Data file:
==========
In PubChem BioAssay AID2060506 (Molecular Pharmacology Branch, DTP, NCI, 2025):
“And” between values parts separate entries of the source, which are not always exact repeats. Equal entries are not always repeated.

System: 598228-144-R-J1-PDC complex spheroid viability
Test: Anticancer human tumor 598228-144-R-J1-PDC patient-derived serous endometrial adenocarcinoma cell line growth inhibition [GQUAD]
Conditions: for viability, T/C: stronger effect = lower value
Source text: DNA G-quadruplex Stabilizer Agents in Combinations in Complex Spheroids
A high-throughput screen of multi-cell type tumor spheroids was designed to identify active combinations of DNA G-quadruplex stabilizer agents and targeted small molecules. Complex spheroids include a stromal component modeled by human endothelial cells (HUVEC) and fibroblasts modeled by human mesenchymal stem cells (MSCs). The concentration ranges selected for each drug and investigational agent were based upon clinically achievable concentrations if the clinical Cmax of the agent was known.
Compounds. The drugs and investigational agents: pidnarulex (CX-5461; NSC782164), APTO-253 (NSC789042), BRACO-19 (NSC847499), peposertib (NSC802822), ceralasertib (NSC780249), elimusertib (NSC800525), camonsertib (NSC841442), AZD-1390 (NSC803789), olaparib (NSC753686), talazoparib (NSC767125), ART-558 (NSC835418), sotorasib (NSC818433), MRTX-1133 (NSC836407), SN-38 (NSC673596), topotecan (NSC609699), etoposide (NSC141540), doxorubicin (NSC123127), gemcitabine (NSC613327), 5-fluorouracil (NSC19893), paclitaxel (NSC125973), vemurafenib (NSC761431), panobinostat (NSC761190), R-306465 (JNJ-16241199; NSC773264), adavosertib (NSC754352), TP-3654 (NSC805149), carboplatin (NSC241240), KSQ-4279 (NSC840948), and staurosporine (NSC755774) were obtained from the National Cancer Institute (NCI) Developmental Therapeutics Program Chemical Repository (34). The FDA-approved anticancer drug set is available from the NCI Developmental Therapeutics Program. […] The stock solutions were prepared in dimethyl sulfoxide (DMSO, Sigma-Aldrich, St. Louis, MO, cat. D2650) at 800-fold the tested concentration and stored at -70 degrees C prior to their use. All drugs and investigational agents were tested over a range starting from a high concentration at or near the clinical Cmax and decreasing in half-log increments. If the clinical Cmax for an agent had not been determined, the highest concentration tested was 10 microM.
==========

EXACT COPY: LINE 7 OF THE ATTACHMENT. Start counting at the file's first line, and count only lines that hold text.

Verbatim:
A high-throughput screen of multi-cell type tumor spheroids was designed to identify active combinations of DNA G-quadruplex stabilizer agents and targeted small molecules. Complex spheroids include a stromal component modeled by human endothelial cells (HUVEC) and fibroblasts modeled by human mesenchymal stem cells (MSCs). The concentration ranges selected for each drug and investigational agent were based upon clinically achievable concentrations if the clinical Cmax of the agent was known.